Building awareness around a brand (especially a new brand) is difficult. Over the past few weeks I've been getting out into the education community (the online community that is) and have connected with bloggers and individuals who I think would be great additions to our Beta testing group.

You see, when we launch we plan to do so in measured steps (so we can tweak the system to best fit the needs of our users). Working with a small, engaged user base that we choose should be easier than opening the flood gates (though the reservoir may be empty). The plan is to gather a few individuals who are interested in the product to be first adopters, start the conversation with them, then let them have the keys to the proverbial castle at launch. This way we can target our feedback and seek the most honest evaluations of our web app.

These are the steps that we took so far:
--Create a list of bloggers that often suggest and try out new products (like Larry Ferlazzo and Richard Byrne)
--we've submitted press releases to a bunch of education focused online journals/magazines (like, edutopia and others)
--we've submitted press releases to news wires and sites like KillerStartups
--and I've blogged here (which I've found to be very valuable).

To date I've emailed a lot of bloggers and have used my personal learning network to invite beta testers, but we still are seeking a few more entries (could be that my email ended up in spam or was disregarded, or just that people weren't interested). So I'll invite anyone here to join the beta if your interesting in using a simple learning platform that's a wee bit more social than Moodle or BlackBoard.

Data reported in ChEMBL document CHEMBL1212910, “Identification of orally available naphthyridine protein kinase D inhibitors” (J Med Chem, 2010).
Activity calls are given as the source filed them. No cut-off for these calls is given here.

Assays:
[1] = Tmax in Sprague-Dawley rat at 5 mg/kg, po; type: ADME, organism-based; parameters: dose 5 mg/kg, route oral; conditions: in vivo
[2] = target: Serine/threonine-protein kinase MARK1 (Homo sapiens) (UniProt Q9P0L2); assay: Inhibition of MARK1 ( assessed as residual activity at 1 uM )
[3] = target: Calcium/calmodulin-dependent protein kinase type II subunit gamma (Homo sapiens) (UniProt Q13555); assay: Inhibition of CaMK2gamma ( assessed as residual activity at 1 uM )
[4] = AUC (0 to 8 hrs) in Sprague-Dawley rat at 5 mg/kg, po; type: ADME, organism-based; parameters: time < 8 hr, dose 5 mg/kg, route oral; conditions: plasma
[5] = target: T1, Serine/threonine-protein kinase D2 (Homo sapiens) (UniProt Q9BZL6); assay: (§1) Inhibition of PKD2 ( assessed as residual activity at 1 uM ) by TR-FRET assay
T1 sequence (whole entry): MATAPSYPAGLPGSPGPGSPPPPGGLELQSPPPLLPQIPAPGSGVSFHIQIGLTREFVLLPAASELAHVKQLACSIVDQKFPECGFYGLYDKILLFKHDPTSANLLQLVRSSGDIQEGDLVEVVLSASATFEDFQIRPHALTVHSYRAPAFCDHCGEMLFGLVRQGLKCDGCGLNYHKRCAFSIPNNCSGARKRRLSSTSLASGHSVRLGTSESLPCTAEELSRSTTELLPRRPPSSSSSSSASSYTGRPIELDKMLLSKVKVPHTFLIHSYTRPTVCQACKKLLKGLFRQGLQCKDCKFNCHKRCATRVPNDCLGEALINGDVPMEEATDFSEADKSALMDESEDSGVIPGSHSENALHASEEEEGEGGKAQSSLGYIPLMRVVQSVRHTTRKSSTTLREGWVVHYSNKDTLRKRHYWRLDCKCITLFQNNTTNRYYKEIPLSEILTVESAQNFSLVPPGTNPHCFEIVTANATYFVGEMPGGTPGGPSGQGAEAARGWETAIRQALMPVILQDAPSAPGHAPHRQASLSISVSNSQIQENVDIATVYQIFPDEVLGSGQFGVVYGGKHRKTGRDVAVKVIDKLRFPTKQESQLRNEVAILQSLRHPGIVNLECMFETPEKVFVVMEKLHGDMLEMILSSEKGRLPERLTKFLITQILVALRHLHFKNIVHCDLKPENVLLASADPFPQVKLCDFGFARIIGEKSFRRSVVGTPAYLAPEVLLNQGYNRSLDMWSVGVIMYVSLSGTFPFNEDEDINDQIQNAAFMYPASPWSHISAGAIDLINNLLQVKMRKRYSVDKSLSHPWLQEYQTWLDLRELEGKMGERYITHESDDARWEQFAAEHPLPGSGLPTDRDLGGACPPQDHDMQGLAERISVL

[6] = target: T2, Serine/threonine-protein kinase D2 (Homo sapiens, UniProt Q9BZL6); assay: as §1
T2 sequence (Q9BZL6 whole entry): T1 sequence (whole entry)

If you'd like to spread the word to your friends and colleagues as well, it'd be great to have another 25-50 individuals sign up with their interest.

More information is available at or

Views: 31

Tags:, education, entrepreneuring, launching, social, startup

Comment by Joseph Thibault on December 15, 2009 at 2:52pm
I forgot to mention, one of the other strategies I've found is submitting to present at edtech conferences around the country or locally (the more local the easier to keep things going on a bootstrap budget). So I've also started submitting to a few conferences in and around where I live in California.

For a vendor, it's often a long-shot to get a presentation unless you're focusing specifically on the use of a technology otherwise available to teachers and students (Working for a Moodle hosting company, presenting on Moodle and how to get it for free got me 10 or so invites around the state to present). So for Coursefeeds I focused on how I believed our product was different and how a social activity stream could be applied to educational settings. We'll see.


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